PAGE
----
7. The churches, one on either side of the OKC Memorial, one Catholic, and one Methodist, have been there since well before the bombing. Before, even, the Murrah Building was constructed. First Methodist was built in 1889, and St. Joseph’s I know less about, but it’s from at least the 1930’s.

    The analogy here, isn’t to the proposed mosque. Rahter it is to the Greek Orthodox church that is currently being denied permission to rebuild. It predated the events of 2001 and had been there since 1922, predating the construction of the WTC. In which chase this cartoon would be genuis, but you missed the mark, Mr. Stein.

    1. Let me explain something about cartoons–they aren’t meant to be taken literally; if they were they’d be photographs. Their purpose is often to present hypothetical situations, like building a NEW church in OKC after the bombing, or to be read metaphorically, is in building a church being a metaphor for building a mosque. As such, they take some small amount of imagination to decipher, which, unfortunately, some readers simply do not possess.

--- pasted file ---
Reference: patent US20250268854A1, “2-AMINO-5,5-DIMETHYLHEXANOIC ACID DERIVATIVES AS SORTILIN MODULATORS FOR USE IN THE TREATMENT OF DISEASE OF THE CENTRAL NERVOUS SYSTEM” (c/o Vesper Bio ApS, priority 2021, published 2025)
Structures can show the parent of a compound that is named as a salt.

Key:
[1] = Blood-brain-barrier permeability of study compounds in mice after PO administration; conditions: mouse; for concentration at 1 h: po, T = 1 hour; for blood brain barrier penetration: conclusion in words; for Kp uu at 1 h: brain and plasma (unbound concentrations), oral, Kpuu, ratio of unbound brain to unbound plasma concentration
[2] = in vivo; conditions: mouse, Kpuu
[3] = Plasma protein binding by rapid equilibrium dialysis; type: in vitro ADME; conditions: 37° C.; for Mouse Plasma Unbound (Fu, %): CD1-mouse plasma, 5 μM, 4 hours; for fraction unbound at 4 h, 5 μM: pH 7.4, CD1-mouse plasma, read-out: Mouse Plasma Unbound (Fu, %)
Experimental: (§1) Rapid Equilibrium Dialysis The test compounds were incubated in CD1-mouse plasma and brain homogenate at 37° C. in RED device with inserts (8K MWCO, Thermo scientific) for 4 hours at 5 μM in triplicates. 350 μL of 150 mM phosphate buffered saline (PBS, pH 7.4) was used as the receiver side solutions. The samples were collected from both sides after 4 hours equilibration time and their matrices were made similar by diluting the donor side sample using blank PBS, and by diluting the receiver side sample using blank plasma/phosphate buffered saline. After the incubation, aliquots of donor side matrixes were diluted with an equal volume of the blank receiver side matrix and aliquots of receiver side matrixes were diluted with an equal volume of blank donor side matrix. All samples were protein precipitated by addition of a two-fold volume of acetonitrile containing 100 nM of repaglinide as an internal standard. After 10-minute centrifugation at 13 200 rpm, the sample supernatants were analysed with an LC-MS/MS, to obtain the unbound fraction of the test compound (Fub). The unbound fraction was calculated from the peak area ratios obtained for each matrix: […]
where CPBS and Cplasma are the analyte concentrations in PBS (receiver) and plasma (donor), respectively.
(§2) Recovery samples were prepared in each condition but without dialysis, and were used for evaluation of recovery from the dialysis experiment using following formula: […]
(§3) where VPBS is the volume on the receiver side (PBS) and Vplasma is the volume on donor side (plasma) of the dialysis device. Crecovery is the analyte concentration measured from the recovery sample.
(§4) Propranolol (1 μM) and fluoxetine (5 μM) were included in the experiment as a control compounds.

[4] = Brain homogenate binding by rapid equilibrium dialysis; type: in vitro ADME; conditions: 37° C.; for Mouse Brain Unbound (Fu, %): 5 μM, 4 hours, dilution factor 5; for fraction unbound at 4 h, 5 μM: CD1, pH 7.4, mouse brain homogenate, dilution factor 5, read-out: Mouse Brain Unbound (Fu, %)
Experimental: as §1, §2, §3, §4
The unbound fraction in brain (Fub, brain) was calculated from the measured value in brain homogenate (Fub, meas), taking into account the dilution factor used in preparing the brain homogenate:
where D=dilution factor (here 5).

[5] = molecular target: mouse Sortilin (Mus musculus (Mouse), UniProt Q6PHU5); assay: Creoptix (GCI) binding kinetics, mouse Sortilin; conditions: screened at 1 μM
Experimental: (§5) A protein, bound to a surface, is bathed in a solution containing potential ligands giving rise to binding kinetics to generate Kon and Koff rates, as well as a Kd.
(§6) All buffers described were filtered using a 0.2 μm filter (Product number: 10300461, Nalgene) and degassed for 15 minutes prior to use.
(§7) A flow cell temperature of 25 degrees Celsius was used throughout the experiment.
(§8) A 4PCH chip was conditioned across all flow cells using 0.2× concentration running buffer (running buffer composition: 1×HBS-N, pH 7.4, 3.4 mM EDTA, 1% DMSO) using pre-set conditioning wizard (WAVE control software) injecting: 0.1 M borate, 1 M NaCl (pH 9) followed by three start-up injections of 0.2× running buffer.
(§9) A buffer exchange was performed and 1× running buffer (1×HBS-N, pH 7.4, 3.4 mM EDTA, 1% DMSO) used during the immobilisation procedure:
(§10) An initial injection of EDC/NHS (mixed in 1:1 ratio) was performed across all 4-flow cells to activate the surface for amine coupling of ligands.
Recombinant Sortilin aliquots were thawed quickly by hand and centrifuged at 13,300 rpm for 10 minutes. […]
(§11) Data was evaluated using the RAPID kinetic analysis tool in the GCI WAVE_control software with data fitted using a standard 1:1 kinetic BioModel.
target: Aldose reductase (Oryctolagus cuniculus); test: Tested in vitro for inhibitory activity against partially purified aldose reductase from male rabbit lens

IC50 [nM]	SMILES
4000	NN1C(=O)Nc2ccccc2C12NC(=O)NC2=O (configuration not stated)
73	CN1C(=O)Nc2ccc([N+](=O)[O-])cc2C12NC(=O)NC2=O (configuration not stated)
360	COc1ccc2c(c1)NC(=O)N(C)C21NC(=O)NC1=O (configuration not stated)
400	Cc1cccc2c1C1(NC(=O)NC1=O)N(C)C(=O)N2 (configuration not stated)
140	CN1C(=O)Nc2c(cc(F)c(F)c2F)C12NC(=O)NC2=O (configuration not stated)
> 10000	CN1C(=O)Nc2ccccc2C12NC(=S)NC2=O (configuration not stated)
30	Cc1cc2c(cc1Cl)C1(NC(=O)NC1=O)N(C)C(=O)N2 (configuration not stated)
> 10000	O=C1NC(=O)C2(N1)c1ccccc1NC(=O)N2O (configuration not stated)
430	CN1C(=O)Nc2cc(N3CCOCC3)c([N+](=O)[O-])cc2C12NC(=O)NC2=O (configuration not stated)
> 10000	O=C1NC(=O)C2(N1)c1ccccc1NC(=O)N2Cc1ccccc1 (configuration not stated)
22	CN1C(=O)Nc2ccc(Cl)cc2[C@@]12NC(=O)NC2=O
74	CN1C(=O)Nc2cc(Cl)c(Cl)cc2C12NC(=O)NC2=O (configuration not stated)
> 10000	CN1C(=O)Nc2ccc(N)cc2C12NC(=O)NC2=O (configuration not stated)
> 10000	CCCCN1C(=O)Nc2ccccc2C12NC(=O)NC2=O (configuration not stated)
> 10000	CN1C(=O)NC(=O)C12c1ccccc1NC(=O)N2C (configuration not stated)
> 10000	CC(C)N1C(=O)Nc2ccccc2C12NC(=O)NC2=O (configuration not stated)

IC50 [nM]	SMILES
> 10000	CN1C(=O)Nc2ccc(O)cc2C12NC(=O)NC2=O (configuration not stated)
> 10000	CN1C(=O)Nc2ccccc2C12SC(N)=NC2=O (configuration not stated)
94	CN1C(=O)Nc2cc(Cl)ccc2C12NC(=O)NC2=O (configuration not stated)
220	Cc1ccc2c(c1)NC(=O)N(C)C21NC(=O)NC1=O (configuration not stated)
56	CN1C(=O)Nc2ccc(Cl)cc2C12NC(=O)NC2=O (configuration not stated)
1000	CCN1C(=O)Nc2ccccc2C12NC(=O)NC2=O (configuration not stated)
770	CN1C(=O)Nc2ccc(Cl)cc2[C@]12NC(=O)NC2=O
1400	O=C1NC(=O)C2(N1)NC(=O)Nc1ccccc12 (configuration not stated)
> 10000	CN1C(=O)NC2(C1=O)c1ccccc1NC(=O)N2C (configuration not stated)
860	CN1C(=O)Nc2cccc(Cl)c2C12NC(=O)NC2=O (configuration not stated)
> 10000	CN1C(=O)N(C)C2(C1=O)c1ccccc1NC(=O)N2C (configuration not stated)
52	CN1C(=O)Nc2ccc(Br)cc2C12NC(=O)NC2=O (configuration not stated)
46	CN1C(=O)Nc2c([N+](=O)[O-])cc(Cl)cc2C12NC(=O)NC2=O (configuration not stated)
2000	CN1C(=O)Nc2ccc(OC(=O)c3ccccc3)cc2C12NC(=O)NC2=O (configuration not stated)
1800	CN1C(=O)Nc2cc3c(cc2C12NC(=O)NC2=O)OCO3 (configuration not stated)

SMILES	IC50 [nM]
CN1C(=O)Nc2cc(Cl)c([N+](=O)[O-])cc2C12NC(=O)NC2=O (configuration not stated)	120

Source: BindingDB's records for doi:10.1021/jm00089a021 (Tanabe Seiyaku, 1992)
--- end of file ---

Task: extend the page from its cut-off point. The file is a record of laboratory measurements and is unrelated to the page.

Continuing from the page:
1. I’ve been thinking about this for a day and I can’t figure out what exact “ideal” you’re referring to? Not the Constitution of the US, right?

    2. RKO, is the Greek Orthodox church being denied permission to rebuild purely because it is an unpopular religion?

      I hadn’t heard that; perhaps you’d be so kind as to post links here to that claim about being unpopular source.

      I have a suggestion — maybe the Greek Orthodox church could provide a double service to the community – rebuild by replacing one of the strip clubs or adult sex toy stores close to ground zero.

      If I had even the slightest quibble with Ed’s cartoon (I hope you don’t mind my familiarity here), it would be that the proposed building in question isn’t a mosque, it is a community center with facilities like a pool, and a basketball court, and meeting rooms. And the prayer room is non-denominatioanl – like hospital chapels. No minarets. No Islam only. More like a variation on the YMCA or YWCA. An improvement to the whole community, not just the part of it practicing Islam.